We asked our panel:
Can The Fed Successfully Manage Financial Stability Regulation And Sound Money Price Stability At The Same Time?
YES NO NO NO NO NO NO YES NO
The Kudlow Caucus Breakdown
Stefan AbramsManaging Partner, Bryden-Abrams Investment Management
Of course, achieving and maintaining sound money price stability depends first and foremost on long term control of money supply growth, which the Fed has been doing quite well, particularly over the past 4-5 months as it confronts the bigger than anticipated credit/liquidity crisis. Maintaining the stability of the financial system does not always involve massive injections of funds. Standby credit facilities serve this purpose as well. But even when major liquidity injections become necessary, they can be targeted and the surplus funds can be sterilized or withdrawn before they result in a rise of inflationary expectations and inflation itself. Strong competition from low wage emerging economies helps contain inflationary pressures and gives the Fed more room/time to maneuver.
Market Strategist, Stifel Nicolaus
Financial stability will require more than regulations. It may require intervention regardless of whether or not price stability exists. One or the other would be sacrificed as the resent behavior of the Fed demonstrates.
Senior Economist, Economic Policy Institute
That is, theoretically 'yes,' but practically, 'no'. The problem is that the Fed tends to have a market bias such that they have proven to be unable to differentiate normal speculation and temporary distortions from large, destabilizing bubbles. Under Greenspan, the policy was explicit: we neither spot nor deflate bubbles. Under Bernanke, that could change--he's a more adept student of such market failures. But that is yet to be seen.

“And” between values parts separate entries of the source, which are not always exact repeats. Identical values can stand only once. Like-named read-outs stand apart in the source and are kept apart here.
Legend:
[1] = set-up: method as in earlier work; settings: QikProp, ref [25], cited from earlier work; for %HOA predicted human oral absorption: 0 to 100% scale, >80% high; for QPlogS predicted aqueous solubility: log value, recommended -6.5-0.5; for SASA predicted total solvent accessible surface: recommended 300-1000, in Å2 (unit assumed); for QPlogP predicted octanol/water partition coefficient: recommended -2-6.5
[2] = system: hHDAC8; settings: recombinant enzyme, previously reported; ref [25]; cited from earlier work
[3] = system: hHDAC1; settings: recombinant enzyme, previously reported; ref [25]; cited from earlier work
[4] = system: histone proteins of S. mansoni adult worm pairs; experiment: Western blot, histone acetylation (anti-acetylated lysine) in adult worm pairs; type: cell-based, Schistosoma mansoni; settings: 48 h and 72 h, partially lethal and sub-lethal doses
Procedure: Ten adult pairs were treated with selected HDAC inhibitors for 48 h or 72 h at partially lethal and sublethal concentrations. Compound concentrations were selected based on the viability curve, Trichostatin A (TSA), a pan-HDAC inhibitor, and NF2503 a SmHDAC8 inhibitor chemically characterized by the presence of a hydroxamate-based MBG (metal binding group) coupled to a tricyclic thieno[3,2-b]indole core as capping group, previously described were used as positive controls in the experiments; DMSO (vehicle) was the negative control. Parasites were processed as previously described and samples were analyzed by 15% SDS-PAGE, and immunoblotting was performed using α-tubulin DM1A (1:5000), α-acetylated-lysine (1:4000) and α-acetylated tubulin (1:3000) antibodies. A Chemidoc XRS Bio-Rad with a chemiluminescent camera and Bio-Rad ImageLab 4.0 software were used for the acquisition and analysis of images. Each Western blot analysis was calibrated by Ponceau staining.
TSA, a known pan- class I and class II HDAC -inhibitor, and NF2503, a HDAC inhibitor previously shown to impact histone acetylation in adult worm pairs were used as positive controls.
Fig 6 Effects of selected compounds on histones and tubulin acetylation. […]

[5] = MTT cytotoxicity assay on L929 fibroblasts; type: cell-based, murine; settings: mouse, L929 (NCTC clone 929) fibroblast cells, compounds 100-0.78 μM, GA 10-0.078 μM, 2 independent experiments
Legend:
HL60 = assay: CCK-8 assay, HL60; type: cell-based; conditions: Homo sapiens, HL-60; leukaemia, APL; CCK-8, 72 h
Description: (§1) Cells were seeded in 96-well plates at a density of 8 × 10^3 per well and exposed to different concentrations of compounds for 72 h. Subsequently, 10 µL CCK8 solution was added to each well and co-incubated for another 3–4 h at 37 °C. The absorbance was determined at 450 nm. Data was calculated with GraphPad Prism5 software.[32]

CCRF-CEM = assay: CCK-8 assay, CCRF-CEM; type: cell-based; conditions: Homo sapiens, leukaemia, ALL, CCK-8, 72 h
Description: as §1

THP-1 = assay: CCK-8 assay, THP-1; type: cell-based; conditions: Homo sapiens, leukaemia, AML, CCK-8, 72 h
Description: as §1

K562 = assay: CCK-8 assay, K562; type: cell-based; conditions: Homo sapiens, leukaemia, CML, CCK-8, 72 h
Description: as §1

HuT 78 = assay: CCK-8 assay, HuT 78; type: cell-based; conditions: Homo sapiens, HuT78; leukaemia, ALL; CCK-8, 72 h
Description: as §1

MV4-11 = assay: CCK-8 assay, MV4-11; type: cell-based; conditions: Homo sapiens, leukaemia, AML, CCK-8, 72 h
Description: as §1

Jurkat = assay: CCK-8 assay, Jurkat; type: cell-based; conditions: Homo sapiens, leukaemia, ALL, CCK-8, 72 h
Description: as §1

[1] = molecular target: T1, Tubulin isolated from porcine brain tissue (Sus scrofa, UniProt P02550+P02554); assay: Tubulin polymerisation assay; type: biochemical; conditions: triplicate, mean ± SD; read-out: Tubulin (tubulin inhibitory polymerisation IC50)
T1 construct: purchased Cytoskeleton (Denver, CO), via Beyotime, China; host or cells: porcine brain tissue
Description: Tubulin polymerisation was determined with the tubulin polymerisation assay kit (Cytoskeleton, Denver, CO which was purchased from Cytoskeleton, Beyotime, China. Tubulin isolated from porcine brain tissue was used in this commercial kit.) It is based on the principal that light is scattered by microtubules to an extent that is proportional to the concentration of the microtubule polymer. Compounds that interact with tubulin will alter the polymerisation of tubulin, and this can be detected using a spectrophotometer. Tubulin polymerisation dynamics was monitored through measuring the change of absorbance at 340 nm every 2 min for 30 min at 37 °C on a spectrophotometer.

Jerry BowyerChief Economist, Benchmark Financial Network
“No man can be a judge in a case involving himself” James Madison, Federalist Papers.
The Fed’s regulator role is a conflict of interest with their role as monetary authority. Bad Fed policy creates bubbles and then busts. When the busts occur, the regulators are called upon to assign blame. They have to choose whether they themselves or the regulated banks are to blame for the crisis.
Vince FarrellScotsman Capital Management
A man can't serve that many demanding masters. The Fed needs to focus on sound money and the financial market regulations belong to the Treasury Department. The two will at times be in conflict and that is good. But they need to be seperate.
Jim LaCampPortfolio Manager, Portfolio Focus, RBC Wealth Management
Co-Host, Opening Bell Radio Show, Biz Radio Network
Let them try to get their primary focus right first. I had a hard time with this one, because if we are talking about Fannie and Freddie, I would rather the Fed regulate them than have Congress in charge, they'd be the lesser of two evils, but answering the question as asked, I vote no.
Art LafferFmr. Reagan Economic Advisor
Chief Investment Officer, Laffer Investments
Yes, they can. In fact, it’s the essence that these two goals are not conflicting, but complimentary in nature.
Financial stability can never be achieved without sound money and good regulation.
Donald L. Luskin Chief Investment Officer, Trend Macrolytics LLC
Apparently not, judging by the evidence so far. No surprise -- the Fed can’t even juggle one ball, so why should we think they can juggle two?
Steve MooreSr. Economics Writer, The Wall Street Journal Editorial Board
Yes it can and should. What it can't manage is trying to stimulate the economy with monetary growth while it is trying to fight inflation.
Sr. Writer, U.S. News & World Report (Money & Business)
Few of us do more than one thing well, and more and more I have come to think the Fed should focus on reducing the "inflation tax" -- price stability.